Naga Sadhus known for its seers, performing extreme penances by pushing their bodies beyond the limit and staying naked with ash smeared on them as part of their practices to achieve spiritual growth are always an attraction for common people visiting Kumbh.
The tradition of the Naga Sadhus is not new rather it is dated back to thousands of years. It traces its legacy from coins and images of Mohanjo-daro, where Naga Sadhus were depicted worshiping Lord Shiva in Pashupati Nath form. It is said that Alexandar and his soldiers also met Naga Sadhus during his stay in India. Buddha and Mahavira too were impressed by seeing the penance of Naga Sadhus and their devotion for people and motherland. References are also from Digambar (naked) sects whose evidences are found in several ancient Vedic texts.
Naga Sadhus are considered as the military forces of Hindus for safeguarding Hinduism and India's ancient culture from foreign invaders. The Nagas were first organised into military groups by Adi Shankaracharya in 8th century for defending Sanatan Dharma, which is the base and entity of India.
Latar on Adi Shankaracharya set up the Dashnami Sanyasi order which comprised of seven Akharas -Niranjani, Juna, Mahanirvani, Atal, Agni, Anand and Aahwahan. They were called akharas as their members used to carry arms and were ready to sacrifice their lives for the sake of their country and religion.
These Naga Sadhus mostly live in Himalayan Caves and they appear during the time of Kumbh Mela. They are always lashed with trishul, sword and other deadly weapons in their hands for Dharma.
Naga Sadhus are mostly half clothed Saints with long jatas (dreadlocks) on their heads. They used to smear the ashes of dead bodies on their whole body.
They all are almost the followers of Lord Shiva, but they possess different unique styles of praying and meditating Lord Shiva. Some Naga Sadhus have Naagas or serpents on their neck like Lord Shiva, other used to prefer to live completely naked or some one prefer to wear only Langota like Hanuman.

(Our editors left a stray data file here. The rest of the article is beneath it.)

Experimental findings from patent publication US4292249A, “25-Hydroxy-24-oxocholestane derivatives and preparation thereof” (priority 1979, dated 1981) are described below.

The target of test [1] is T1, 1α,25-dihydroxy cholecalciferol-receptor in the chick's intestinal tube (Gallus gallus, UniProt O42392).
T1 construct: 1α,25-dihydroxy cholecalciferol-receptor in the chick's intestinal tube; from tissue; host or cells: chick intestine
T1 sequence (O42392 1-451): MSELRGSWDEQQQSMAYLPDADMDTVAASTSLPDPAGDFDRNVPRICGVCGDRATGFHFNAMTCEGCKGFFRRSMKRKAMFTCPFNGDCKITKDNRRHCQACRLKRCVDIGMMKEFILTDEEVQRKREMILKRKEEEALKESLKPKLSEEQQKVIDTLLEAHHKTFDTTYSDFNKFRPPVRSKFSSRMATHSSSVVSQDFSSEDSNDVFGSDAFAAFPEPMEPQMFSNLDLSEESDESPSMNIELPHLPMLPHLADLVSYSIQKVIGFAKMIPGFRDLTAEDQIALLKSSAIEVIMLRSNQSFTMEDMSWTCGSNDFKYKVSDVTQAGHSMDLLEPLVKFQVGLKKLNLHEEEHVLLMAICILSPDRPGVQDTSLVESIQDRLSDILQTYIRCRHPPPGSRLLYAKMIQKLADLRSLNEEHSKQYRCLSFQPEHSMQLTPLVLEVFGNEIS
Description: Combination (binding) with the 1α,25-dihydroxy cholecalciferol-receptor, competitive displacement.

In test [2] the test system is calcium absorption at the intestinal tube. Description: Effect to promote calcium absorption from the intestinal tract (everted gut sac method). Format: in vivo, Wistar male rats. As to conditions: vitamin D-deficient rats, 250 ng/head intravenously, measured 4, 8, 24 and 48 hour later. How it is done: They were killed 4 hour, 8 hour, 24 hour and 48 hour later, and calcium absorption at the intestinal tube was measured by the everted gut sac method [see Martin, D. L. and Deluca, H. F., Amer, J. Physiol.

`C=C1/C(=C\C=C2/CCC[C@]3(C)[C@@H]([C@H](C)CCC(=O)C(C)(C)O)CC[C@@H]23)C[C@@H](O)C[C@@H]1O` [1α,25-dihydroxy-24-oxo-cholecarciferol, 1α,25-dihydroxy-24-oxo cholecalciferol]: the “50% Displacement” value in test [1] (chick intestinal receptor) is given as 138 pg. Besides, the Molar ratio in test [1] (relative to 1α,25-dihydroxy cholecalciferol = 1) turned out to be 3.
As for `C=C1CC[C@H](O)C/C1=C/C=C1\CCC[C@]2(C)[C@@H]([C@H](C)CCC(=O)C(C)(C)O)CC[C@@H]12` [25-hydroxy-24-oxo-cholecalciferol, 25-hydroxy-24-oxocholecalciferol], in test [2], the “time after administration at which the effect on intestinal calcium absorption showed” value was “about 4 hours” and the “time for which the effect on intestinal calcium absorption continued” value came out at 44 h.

The spear was adopted by them is the symbol of the akharas which is still worshiped by Naga sadhus before they take part in the ritual dip in the Ganga during the Kumbh Snan.
These Nagas took part in several battles as warriors of Hindu armies. When Aurangzeb's general Mirza Ali Turang attacked Kashi (Varanasi) in 1664, thousands of Nagas battled his army and helped safeguard the Kashi Vishwanath temple. When Aurangzeb's army attacked Haridwar in 1666, the Nagas came forward to resist them.
The process of becoming a Naga Sadhu is so unbearable, stiff and difficult that for a materialistic person, becoming a Naga Sadhu is almost impossible.
Over the years, as their spiritual practices progress, the Nagas are elevated within their akharas to becoming a mahant and thereafter Mahamandleshwar and finally Acharya Mahamandleshwar, which is the highest position in their hierarchy.
People ignorant of great Hindu bhakti and traditions simply make mockery of these Hindu ethos and rituals without knowing that Sadhus who practice these high conscious tasks take penance to an impossible level, unimaginable for common people even if they take hundred births in human form.
The process of Diksha (initiation) begins with an aspirant living a celibate (Brahmachari) life for several years and undergoing severe practices in order to concentrate his body and mind.
When he is ready to be initiated, a 'Panch Sanskar' ceremony is done in which five gurus perform different rituals for him.
These include Pramukh Guru cutting off his Shikha (hair),Bhagwa Guru giving him saffron clothes and Rudraksh Guru offering him rudraksh beads.Vibhuti Guru applies ash on his body while Langot Guru takes away from him the last cloth on his body.
A 'Viraja home sanskar' is then conducted by the Acharya Mahamandaleshwar of the akhara. The aspirant has to perform his own Pind daan and Shradh besides that of his ancestors from both the mother's and father's sides, a symbolic act implying they now left the world where he/she born and now they will not return. The last ritual called naga diksha is conducted by his sixth guru under the akhara dhwaj (flag) after which he is declared a Naga.